Machine Builders and Integrators Address the Future of Automation

The Control Design Editorial Advisory Board discusses the state of technology.

By Mike Bacidore, Chief Editor

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Jim Barry, Michael Batchelor, TJ McDermott and Rick Rice—these are individuals you need to know. Four of the most expansive thinkers in the machine-building technology space, these engineering veterans comprise the Control Design Editorial Advisory Board.

As an introduction, they shared their thoughts on a variety of topics, from motion control and wireless sensing to control platforms and cybersecurity. 


Meet the Editorial Advisory Board

CD 1503 Rick RiceRick Rice is applications specialist, engineering, at Crest Foods, an Ashton, Illinois-based company with more than 60 years of experience in dairy stabilizers, manufacturing and contract packaging. Rice has more than 25 years experience in the packaging industry, with expertise in custom machine programming. Rice specializes in line integration, including other vendor’s equipment as part of a total packaging solution. He’s particularly adept at packaging applications, machine programming and on-site troubleshooting. Rice supports and mentors team members in day-to-day operations and focuses on lean-manufacturing initiatives and standardization. He holds associate’s degrees in controls engineering technology and electrical engineering technology from FanshaweCollege.

CD 1503 McDermotTJ McDermott is project manager with Systems Interface, an integrator in Bothell, Washington, where he’s responsible for design of electrical panels/enclosures and the controls programming for them, covering all ranges of industrial automation, including motion control, VFDs, PLCs and HMIs. McDermott is an engineer with 20 years of experience in all aspects of machine design, specializing in mechanical, electrical, motion control, programming and safety. He holds a bachelor’s degree in engineering, aerospace engineering, from Virginia Polytechnic Institute and State University.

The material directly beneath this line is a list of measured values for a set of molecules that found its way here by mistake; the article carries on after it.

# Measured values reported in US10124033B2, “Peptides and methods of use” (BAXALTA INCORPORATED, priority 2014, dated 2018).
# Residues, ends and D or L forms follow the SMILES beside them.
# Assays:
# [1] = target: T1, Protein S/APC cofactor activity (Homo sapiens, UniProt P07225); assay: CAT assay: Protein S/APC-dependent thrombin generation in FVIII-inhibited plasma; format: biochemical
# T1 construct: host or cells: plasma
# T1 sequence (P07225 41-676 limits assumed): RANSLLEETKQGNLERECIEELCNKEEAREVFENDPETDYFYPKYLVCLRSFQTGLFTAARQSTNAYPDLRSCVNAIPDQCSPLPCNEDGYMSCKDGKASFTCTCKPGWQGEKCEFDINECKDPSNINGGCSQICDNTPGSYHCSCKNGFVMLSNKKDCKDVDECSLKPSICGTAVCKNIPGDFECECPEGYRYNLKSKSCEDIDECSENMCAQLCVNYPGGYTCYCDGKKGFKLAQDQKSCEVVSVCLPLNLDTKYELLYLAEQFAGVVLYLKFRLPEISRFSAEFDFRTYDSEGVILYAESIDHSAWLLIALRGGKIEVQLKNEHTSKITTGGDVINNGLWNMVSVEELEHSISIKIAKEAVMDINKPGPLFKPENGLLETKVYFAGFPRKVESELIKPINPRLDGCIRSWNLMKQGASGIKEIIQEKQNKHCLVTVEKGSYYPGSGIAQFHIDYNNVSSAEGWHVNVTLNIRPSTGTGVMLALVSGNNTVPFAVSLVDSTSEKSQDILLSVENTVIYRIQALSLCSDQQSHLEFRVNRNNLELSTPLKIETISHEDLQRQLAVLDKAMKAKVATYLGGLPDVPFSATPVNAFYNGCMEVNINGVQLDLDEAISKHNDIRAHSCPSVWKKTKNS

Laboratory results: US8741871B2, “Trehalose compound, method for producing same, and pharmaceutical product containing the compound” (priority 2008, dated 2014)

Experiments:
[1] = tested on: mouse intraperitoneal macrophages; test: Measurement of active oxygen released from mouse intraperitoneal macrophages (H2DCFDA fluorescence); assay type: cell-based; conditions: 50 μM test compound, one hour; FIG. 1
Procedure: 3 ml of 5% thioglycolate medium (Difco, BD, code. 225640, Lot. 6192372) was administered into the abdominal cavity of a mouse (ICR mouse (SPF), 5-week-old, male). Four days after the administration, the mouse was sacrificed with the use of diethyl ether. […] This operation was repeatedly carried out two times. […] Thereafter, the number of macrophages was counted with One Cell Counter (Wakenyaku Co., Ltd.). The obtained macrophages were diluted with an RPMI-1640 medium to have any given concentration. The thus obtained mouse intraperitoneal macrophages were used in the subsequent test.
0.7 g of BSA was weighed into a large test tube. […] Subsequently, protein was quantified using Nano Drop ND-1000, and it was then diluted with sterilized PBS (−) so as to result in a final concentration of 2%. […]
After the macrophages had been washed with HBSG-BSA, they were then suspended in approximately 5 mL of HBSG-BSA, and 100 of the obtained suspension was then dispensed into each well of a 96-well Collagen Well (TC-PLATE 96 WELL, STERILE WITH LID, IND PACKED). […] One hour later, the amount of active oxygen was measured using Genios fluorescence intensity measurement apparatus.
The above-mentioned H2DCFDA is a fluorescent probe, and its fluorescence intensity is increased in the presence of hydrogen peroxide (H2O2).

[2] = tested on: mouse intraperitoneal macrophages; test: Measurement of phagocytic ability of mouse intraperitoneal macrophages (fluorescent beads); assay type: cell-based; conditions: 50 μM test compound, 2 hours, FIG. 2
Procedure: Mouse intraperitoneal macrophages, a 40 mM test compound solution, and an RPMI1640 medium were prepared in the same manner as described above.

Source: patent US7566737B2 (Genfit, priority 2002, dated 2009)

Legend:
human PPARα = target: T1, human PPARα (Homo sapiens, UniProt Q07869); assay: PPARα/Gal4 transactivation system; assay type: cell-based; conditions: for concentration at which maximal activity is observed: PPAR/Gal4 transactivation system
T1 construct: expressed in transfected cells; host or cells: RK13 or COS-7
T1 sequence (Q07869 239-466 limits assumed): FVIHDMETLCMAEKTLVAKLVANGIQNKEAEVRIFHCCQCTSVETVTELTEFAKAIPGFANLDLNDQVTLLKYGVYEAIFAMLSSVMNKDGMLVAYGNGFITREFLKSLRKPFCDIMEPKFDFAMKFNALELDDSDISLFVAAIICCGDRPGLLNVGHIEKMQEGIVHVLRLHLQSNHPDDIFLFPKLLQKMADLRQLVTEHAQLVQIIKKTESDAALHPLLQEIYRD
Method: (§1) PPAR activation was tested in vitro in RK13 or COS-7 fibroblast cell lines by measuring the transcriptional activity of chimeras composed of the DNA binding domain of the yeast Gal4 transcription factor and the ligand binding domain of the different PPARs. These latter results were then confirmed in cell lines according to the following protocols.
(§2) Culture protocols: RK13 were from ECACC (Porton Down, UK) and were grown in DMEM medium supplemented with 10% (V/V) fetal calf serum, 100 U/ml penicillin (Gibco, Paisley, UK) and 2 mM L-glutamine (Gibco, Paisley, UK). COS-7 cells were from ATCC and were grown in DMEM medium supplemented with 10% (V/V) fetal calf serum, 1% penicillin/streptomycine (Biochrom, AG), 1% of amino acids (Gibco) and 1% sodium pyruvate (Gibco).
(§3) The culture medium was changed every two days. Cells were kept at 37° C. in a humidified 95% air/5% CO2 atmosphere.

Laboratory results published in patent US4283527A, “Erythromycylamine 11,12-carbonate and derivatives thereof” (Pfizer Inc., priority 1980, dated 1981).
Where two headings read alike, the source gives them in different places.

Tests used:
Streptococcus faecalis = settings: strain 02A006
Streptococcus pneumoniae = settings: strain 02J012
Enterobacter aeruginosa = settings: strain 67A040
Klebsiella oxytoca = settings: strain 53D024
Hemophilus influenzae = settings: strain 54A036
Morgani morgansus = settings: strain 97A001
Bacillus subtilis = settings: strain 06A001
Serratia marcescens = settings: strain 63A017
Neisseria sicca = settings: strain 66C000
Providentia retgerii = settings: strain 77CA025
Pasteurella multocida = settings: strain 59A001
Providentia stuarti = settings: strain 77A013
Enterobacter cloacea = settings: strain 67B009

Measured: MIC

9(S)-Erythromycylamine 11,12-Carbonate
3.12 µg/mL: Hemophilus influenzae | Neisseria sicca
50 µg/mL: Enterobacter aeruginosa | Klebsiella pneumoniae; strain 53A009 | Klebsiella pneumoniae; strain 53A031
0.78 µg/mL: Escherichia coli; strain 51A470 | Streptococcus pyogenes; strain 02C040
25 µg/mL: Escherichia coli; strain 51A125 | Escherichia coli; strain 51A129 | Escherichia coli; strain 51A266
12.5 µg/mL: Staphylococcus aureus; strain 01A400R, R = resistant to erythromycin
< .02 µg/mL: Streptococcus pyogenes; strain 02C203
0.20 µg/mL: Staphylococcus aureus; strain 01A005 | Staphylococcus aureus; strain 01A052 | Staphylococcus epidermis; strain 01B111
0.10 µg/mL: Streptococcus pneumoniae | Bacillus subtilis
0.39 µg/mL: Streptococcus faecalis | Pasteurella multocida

CD 1503 Michael BatchelorMichael Batchelor is instrumentation and controls specialist at Automation Electronics, an industrial electrical design-build contractor with strong automation and communication departments in Casper, Wyoming. He has more than 30 years of industrial experience in control systems design, data architecture, system implementation, start-up, operation and management of projects in power generation, electronics, data processing and business intelligence mining. Batchelor has specific expertise in MES database design and implementation and plant-floor-to-business interface layer development. He’s experienced in Web-based solutions, desktop-based client/server solutions, and OPC-based solutions. He is an FCC-licensed commercial general-radiotelephone operator, with certifications in a variety of Schneider Electric Wonderware solutions, and a reactor operator from the U.S. Navy Nuclear Power School.

CD 1503 Jim BarryJim Barry is director of engineering at Arpac, a packaging-machinery manufacturing and service organization in Schiller Park, Illinois. He is experienced with 21 CFR Part 11 validation and has strong vision-solution design and programming skills using Cognex, DVT and NI LabView vision systems integrated with PC and PLC control systems. Barry has special expertise in database design and interfacing for industrial applications using Microsoft SQL Server and RSSQl, as well as experience automating very difficult processes including fiberoptic alignment. He holds a bachelor’s degree in electrical engineering from Southern Illinois University.

 


 

CD: Big Data and the Internet of Things have dominated the boardroom buzz for the past year. What is your organization doing to enable that type of contextual information via the control system? And how do you see that type of connectivity playing out in the forthcoming year?

 

TJM: We use Ethernet connectivity in as many of our projects as possible. Some customers do not want control signals passed via network, preferring instead the traditional hardwired approach. However, my company believes the robustness and reliability of current Ethernet hardware is not a great risk to system control, especially when one plans for network failures and how to deal with them.

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